Saturday, April 17, 2010

The Battle of Preuilly

Today I hosted the next battle in my ongoing 1813 Napoleonic campaign. We played for 8 hours and got through a simulated 36 hours of battle spanning two campaign days. The photo to the left is about 4 hours into the second simulated day, just before the French center wing, with the light brown bases, began their assault on the Prusso-Austrian left wing of the allied army. Early on in the battle the Prussians had good success on the French right wing, and during the middle of the game the allies have been pressuring the French left wing. As we called our first day of gaming the French assaults in the center had been stymied and both armies continue to stream troops to the battlefield, some commands marching to the guns to do so. It may be a few weeks before we can schedule the conclusion of this game as we have a local convention in two weeks that most of us are going to attend.   A couple more photos from earlier in the battle as both armies marched on and deployed are below. The figures used in the battle are a mix from all of the collections of the collective players in the game, including my own contribution of the Russo-Swedish wing of the allied army that is being played by one of the players who needed me to supply a force for him.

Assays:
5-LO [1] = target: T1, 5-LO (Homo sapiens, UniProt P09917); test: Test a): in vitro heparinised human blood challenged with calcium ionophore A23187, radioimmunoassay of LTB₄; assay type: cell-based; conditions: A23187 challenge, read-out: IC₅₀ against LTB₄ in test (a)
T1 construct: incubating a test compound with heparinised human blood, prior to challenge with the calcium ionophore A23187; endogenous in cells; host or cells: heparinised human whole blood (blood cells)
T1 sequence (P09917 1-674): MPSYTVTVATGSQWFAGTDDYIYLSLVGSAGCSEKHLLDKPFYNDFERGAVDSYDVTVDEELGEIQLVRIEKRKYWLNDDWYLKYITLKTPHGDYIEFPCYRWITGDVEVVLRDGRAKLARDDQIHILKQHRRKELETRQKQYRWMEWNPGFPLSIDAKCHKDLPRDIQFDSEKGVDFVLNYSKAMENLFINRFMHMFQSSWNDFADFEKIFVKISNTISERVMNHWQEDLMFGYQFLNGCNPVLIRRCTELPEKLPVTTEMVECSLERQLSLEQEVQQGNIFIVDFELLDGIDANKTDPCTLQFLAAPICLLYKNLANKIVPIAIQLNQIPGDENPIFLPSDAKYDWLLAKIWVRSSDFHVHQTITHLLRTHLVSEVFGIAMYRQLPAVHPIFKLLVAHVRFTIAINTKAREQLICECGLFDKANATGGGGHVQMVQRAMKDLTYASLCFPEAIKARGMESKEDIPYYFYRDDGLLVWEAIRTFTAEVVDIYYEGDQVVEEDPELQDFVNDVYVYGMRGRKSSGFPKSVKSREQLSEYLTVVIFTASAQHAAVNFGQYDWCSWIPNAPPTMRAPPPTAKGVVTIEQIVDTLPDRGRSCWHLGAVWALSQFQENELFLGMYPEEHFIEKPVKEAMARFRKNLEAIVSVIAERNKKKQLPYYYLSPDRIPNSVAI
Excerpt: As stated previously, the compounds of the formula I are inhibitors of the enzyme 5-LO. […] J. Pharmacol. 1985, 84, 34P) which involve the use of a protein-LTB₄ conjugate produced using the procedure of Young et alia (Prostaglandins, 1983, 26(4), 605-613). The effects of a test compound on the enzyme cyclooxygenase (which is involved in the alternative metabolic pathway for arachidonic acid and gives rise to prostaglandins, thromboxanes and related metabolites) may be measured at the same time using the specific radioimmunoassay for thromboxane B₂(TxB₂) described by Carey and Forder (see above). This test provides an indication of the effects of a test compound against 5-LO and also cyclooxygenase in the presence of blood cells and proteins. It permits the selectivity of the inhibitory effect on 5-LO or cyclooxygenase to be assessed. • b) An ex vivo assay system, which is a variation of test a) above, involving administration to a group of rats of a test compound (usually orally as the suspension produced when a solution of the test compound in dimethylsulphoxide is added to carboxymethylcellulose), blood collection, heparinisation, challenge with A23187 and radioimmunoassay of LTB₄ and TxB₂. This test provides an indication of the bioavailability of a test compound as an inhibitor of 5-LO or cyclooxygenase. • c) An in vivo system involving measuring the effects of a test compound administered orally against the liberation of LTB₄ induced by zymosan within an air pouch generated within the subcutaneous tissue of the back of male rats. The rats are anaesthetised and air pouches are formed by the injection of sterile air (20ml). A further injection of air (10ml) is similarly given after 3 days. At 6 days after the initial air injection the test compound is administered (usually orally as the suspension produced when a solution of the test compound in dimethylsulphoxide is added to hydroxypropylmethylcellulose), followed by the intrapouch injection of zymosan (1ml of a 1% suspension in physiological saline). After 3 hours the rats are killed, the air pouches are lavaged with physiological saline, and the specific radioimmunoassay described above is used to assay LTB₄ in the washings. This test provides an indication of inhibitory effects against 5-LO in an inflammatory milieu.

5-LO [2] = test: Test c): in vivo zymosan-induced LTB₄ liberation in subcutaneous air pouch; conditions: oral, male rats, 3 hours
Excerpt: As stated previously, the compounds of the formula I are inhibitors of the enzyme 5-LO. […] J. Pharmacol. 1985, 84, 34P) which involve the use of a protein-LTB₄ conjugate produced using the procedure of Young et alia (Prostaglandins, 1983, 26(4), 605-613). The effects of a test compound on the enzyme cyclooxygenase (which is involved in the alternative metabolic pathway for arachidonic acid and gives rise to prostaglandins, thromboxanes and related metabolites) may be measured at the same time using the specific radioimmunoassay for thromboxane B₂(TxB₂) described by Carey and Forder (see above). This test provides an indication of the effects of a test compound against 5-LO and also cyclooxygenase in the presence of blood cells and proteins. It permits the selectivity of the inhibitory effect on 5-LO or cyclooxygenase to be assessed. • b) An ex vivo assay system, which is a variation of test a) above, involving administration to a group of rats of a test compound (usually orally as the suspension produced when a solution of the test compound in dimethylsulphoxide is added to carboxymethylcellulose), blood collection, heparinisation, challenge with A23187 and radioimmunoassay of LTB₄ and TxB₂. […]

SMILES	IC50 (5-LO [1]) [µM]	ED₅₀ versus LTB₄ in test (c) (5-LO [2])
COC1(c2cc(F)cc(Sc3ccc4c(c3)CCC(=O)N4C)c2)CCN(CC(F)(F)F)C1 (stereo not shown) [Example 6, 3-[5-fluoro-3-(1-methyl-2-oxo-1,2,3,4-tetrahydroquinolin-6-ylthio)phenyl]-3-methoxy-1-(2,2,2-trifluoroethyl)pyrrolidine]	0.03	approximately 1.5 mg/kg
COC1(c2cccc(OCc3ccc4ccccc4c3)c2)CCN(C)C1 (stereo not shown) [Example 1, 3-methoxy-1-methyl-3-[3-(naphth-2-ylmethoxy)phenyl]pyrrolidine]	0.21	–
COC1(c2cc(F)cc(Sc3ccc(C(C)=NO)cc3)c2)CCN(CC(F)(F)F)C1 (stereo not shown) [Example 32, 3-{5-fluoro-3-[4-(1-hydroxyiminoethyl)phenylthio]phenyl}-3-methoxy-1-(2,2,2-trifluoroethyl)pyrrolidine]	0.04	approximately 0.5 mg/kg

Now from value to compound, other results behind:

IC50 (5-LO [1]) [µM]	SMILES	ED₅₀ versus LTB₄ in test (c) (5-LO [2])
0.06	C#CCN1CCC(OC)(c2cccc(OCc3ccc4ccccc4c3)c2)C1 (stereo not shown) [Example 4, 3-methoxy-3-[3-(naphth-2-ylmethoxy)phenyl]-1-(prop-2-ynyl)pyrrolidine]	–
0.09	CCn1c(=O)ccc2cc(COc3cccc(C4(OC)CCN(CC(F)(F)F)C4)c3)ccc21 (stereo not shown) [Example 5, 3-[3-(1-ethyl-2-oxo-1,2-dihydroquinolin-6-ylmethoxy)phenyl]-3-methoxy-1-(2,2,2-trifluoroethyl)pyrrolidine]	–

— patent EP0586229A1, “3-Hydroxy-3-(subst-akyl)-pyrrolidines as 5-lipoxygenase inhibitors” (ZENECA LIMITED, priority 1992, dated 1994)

Dave Gamer said...

I noticed that the Prussian bases are using what appears to be boxes and circles to be checked off when hits occur. Are they written on (perhaps they are covered with clear plastic and written on with a grease pencil)? Or are they magnetic? If so are the statis "strips" made out of metal or of magnet material? are the markers also magnets or are they a small bit of metal (like a nut or small washer)?

AJ (Allan) Wright said...

Ed Mueller in our group uses a metal strip on the back of his stands. The 'hits' are marked off by removing the colored magnetic dots and placing them on a small roster base on the base edge of the table.

The rest of us use a roster card on the back of the stand. Some use a disposable cardstock card, some use plastic-coated ones with grease pencils or wet-erase markers.